Delaware Facts And Symbols

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Delaware Facts and SymbolsUpdated June 2011

Table of ContentsStatehood:. 1State Capital: . 1State Location: . 1State Government:. 1Area: . 1Climate: . 1Elevation: . 2Population: . 2Chief Products: . 2State Seal:. 2State Flag: . 3State Colors: . 3State Motto: . 3State Nickname: "The First State":. 3State Song: "Our Delaware". 4State Flower: Peach Blossom . 4State Bird: Blue Hen. 4State Tree: American Holly . 5State Bug: Lady Bug . 5State Fish: Weakfish. 5State Beverage: Milk. 5State Mineral: Sillimanite. 5State Herb: Sweet Golden Rod . 6State Fossil: Belemnite . 6State Butterfly: Tiger Swallowtail . 6State Soil: Greenwich Loam . 7State Star: Delaware Diamond . 7State Marine Animal: Horseshoe Crab. 7State Macroinvertebrate: Stonefly. 7State Dessert: Peach Pie . 8State Fruit: Strawberry . 8State Wildlife Animal: Grey Fox . 9ii

Delaware Facts and SymbolsStatehood:December 7, 1787State Capital:DoverState Location:On the Eastern Seaboard of the United States, Delaware is bordered by the Atlantic Ocean and DelawareBay, as well as by the states of New Jersey, Pennsylvania and Maryland. Delaware's location affordseasy access to the major metropolitan areas of the Northeast. Washington, D.C., Philadelphia, andBaltimore are all within a 2-hour drive.State Government:Delaware became a state in 1776, just two months after the signing of the Declaration of Independence.The capital was moved from New Castle to Dover in 1777. Delaware's first constitution was adopted in1792. The current constitution was adopted in 1897. It has been modernized with many newamendments since that time. Today, Delaware has a cabinet form of government.The General Assembly, Delaware's lawmaking body, is comprised of a State House of Representatives,whose 41 members are elected for two-year terms, and a State Senate, whose 21 members are elected forfour-year terms. Half of the Senate seats are contested in each general election.The State Supreme Court consists of a chief justice and four associate justices. All members areappointed by the governor, with confirmation by the Senate, for a term of 12 years.Area:Delaware ranks 49th in the nation with a total area of 1,982 square miles. New Castle County is 438square miles. Kent County is 594 square miles. Sussex County is 950 square miles. Delaware is 96 mileslong and varies from 9 to 35 miles in width.Climate:Delaware's climate is moderate year round. Average monthly temperatures range from 75.8 to 32.0degrees. Average temperature in the summer months is 74.3 degrees. About 57% of the days are sunny.Annual precipitation is approximately 45 inches. Temperatures along the Atlantic Coast are about 10degrees warmer in winter and 10 degrees cooler in summer. The average growing season varies from170 to 200 days.1

Delaware Facts and SymbolsElevation:Highest -- 447.85 ft. above sea level near Ebright Road in New Castle County.Lowest -- sea level along the coast.Population:2000 Population Estimate - 783,600; 45th among the states; Density: 401 persons per square mile. Foradditional information, please visit the U.S. Census Bureau web site.Chief Products:Agriculture -- broilers, soybeans, corn, milk.Fishing Industry -- crabs, clams.Manufacturing -- chemicals, food products, paper products, rubber and plastics products, primarymetals, printed materials.Mining -- sand and gravel, magnesium compounds.State Seal:The state seal was first adopted on January 17, 1777, and contains the coat ofarms. It also bears the inscription around it "Great Seal of the State ofDelaware" and the dates 1704, 1776 and 1787. Descriptions of the contents ofthe seal are as follows:The Wheat Sheaf -- was adapted from the Sussex County seal andsignifies the agricultural vitality of Delaware.The Ship -- is a symbol of New Castle County's ship building industryand Delaware's extensive coastal commerce.The Corn -- is taken from the Kent County seal and also symbolizes the agricultural basis ofDelaware's economy.The Farmer -- with the hoe represents the central role of farming to the state.The Militiaman -- with his musket recognizes the crucial role of the citizen-soldier to themaintenance of American liberties.The Ox -- represents the importance of animal husbandry to the state economy.The Water -- (above the Ox) stands for the Delaware River, the main stay of the state'scommerce and transportation.2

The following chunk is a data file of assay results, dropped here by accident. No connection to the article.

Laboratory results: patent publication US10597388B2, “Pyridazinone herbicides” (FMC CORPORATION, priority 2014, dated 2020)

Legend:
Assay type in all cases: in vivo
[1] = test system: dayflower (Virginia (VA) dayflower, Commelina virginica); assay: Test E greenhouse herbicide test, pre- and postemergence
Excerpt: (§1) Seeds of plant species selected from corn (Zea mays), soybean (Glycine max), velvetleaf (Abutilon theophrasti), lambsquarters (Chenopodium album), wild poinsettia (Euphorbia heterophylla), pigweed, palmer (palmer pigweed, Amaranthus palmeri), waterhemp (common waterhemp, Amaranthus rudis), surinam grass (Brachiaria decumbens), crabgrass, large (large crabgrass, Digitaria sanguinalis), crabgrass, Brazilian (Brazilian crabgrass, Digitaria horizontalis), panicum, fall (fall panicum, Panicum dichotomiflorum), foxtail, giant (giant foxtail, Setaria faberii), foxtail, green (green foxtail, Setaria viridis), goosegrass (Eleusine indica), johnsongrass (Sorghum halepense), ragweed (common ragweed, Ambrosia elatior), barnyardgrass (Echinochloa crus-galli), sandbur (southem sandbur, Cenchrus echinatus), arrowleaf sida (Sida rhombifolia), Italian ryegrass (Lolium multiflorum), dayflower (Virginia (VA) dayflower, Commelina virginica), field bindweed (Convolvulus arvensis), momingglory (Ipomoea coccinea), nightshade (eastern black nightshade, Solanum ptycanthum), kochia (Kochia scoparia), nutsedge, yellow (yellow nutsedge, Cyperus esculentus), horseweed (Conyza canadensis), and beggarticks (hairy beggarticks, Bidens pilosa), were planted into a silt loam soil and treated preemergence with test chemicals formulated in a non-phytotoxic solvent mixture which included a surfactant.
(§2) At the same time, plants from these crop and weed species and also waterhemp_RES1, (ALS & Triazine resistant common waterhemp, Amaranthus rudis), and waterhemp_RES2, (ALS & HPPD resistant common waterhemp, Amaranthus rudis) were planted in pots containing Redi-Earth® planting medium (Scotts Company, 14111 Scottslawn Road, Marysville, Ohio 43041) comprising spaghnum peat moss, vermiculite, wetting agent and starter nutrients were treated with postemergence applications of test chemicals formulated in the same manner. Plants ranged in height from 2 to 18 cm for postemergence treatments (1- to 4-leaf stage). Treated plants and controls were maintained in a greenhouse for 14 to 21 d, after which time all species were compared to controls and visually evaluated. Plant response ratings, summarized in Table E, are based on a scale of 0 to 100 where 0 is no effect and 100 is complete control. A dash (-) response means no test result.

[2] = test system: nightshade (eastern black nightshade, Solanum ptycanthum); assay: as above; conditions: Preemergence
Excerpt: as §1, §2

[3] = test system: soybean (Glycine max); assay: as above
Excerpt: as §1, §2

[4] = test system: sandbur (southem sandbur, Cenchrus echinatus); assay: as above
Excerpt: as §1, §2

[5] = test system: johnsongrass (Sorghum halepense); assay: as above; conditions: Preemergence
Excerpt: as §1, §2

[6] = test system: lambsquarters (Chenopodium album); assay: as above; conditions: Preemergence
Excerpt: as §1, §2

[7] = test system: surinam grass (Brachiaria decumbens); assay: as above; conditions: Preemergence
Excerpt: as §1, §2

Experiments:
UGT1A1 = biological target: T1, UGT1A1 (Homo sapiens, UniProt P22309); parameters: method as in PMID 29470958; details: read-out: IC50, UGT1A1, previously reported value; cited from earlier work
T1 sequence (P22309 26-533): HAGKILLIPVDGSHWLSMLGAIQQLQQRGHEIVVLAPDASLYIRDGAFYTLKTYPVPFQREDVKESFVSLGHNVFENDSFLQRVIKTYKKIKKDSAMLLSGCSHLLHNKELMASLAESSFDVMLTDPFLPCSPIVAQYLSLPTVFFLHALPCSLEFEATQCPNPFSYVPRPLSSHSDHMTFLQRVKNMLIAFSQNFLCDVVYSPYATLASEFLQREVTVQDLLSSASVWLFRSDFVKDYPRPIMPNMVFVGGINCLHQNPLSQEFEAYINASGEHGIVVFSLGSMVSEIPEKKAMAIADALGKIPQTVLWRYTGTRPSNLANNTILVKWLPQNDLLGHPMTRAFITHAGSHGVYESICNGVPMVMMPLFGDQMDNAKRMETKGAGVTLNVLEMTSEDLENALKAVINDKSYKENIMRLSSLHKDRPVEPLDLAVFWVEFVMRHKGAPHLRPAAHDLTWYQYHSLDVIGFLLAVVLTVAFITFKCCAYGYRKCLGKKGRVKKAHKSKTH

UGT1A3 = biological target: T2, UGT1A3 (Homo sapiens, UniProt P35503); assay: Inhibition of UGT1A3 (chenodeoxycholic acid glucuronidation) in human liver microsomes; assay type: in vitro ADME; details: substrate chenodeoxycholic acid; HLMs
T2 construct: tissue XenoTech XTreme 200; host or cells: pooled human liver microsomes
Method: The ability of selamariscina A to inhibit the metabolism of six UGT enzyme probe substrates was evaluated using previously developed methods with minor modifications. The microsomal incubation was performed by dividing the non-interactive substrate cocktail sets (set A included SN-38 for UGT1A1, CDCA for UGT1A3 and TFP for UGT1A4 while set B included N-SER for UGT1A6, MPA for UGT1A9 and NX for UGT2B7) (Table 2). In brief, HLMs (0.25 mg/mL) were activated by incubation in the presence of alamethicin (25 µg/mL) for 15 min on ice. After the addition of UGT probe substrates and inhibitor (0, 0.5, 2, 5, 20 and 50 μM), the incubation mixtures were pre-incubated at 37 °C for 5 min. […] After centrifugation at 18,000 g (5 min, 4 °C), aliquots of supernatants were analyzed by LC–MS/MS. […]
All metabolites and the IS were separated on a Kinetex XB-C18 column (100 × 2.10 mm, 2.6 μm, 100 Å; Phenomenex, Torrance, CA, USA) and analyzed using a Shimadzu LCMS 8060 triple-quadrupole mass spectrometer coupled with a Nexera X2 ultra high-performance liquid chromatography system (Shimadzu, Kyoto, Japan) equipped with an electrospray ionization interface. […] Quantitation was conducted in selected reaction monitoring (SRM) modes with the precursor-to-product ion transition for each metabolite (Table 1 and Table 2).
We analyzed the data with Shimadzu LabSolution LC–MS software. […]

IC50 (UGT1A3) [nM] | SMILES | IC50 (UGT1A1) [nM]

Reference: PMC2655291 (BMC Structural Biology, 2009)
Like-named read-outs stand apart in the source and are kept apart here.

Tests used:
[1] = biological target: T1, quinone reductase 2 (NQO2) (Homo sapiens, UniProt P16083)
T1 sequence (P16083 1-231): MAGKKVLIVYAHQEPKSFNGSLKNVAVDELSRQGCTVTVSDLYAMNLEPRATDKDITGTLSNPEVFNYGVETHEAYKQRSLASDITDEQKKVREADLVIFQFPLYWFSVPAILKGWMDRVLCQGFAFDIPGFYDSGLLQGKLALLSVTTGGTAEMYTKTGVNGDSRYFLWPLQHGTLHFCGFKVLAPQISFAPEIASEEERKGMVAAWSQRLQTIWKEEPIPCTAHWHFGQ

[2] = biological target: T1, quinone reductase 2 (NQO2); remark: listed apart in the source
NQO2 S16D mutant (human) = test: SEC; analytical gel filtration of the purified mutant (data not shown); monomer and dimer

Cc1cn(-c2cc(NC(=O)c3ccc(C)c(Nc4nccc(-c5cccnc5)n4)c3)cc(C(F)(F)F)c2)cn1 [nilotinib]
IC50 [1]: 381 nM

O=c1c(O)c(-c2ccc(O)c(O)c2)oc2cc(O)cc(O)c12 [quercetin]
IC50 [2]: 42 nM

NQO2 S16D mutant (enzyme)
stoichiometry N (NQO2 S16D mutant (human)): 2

Delaware Facts and SymbolsThe Motto -- was derived from the Order of Cincinnati, and approved in 1847.The Dates -- 1704, the year that Delaware established its General Assembly; 1776, the year thatour independence from Great Britain was declared; and 1787, the year that Delaware became"the First State" by being the first colony to ratify the United States Constitution.Delaware Code Title 29 § 301 1State Flag:Adopted on July 24, 1913, the state flag has a background of colonial bluesurrounding a diamond of buff color in which the coat of arms of the stateof Delaware is placed. Below the diamond are the words "December 7,1787," indicating the day on which Delaware was the first state to ratifythe federal Constitution. Because of this action, Delaware became the firststate in the Union, and is, therefore, accorded the first position in suchnational events as presidential inaugurations. According to members ofthe original commission established to design the flag, the shades of buff and colonial blue representthose of the uniform of General George Washington as shown on a specific plate from an official U.S.Army publication.Delaware Code Title 29 § 306State Colors:Colonial blue and buffState Motto:Liberty and IndependenceState Nickname: "The First State":Delaware is known by this nickname due to the fact that on December 7, 1787, it became the first of the13 original states to ratify the U.S. Constitution. “The First State” became the official State nickname onMay 23, 2002 following a request by Mrs. Anabelle O'Malley's First Grade Class at Mt. PleasantElementary School.Delaware Code Title 29 § 318OTHER NICKNAMES:"The Diamond State":3